- Clone: all selected requirements will be cloned and added to the requirement list. If a summary item is cloned, then it and all its children are cloned. Cloned items are added to the hierarchical list at the same indent level as the previous bottom most requirement in the hierarchy.
- Tools: this dropdown allows to export requirements, create test cases or create test sets from requirements, or to print items.
Right-Click Context Menu¶
To access the context menu, right-click on any of the rows in the requirements sorted list and the following menu will be displayed:
You can now choose any of these options as an alternative to using the icons in the toolbar.
Requirements Agile Board¶
This view is similar to the existing Planning Board but only displays requirements, whereas the primary planning board will also include incidents / defects. This gives the requirements page consistency with the tasks and incidents pages that already have a Grid / Board view selector option.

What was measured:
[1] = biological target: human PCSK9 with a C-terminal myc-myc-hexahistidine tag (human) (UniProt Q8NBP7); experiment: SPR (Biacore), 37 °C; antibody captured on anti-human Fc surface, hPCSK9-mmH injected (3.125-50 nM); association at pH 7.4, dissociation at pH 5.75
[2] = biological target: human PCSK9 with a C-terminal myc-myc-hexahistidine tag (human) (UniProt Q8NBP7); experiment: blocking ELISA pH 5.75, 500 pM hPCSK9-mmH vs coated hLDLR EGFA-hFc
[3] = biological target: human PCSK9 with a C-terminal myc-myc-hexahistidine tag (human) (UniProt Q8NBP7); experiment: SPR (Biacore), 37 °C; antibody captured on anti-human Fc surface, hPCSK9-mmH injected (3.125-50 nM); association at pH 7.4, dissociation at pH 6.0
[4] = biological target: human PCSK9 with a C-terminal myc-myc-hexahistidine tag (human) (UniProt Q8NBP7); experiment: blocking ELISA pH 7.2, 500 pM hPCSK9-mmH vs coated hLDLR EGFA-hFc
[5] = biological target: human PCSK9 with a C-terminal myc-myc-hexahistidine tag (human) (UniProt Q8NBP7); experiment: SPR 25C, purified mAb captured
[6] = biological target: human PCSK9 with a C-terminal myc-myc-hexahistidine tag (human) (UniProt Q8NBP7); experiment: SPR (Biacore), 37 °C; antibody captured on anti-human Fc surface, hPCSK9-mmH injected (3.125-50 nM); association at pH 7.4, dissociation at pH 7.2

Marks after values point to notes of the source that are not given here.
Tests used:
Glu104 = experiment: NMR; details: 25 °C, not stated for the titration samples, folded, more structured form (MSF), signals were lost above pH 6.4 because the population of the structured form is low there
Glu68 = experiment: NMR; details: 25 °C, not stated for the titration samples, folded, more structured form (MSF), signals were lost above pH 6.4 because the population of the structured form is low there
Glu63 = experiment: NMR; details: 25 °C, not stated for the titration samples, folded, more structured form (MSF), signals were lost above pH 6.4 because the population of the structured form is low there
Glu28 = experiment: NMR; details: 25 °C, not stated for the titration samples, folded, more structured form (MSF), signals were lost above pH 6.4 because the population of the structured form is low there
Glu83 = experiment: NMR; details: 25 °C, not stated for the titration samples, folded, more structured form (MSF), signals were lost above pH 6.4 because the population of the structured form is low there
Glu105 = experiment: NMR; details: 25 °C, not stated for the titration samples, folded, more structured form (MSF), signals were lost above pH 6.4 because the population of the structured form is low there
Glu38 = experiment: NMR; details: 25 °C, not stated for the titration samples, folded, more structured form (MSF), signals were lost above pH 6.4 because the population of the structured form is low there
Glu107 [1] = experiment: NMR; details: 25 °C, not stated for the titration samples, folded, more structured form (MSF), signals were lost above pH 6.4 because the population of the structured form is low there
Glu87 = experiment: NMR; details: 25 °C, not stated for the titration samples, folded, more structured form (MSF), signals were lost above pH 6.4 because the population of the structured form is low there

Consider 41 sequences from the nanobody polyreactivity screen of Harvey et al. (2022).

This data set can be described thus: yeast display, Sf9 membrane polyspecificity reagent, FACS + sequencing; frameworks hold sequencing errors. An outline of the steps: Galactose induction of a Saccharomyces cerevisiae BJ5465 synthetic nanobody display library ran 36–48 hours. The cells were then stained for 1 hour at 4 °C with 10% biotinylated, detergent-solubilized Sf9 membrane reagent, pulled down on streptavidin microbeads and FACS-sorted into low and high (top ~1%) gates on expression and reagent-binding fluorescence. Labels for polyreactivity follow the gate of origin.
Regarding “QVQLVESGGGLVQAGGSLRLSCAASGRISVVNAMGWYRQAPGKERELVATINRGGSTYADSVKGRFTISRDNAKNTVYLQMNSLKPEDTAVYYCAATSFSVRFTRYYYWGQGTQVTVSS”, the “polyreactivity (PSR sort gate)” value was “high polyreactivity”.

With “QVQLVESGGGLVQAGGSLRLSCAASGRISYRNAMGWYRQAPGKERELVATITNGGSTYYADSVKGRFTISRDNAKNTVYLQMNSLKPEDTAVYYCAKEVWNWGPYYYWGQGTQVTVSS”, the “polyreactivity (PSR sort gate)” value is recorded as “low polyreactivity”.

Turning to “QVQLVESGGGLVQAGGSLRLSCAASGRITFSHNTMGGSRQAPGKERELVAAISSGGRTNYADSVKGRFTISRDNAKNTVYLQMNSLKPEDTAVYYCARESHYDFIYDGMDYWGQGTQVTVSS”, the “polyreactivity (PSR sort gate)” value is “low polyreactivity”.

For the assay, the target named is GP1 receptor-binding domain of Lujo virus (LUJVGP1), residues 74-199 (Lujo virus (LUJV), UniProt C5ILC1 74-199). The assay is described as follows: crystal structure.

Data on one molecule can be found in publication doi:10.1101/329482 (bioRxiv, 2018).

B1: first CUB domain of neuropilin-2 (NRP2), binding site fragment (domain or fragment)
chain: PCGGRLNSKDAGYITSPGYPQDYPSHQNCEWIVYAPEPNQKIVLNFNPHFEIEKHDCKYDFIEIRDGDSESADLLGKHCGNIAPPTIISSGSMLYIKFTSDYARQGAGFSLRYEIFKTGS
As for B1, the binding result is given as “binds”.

Requirements Document View¶
This view also offers a hierarchical organization of the first 5000 requirements in a product. Instead of being displayed in a grid form, they are displayed in a document format that is designed to be readable from top to bottom, like a traditional requirements document. The new view has a sidebar that lets you quickly jump to a section in the requirements document as well as simply scroll through all of the items.
The document is paginated, showing up to 250 requirements on each page.
For each requirement, the following information is displayed:
- use case diagram (if the requirement has steps)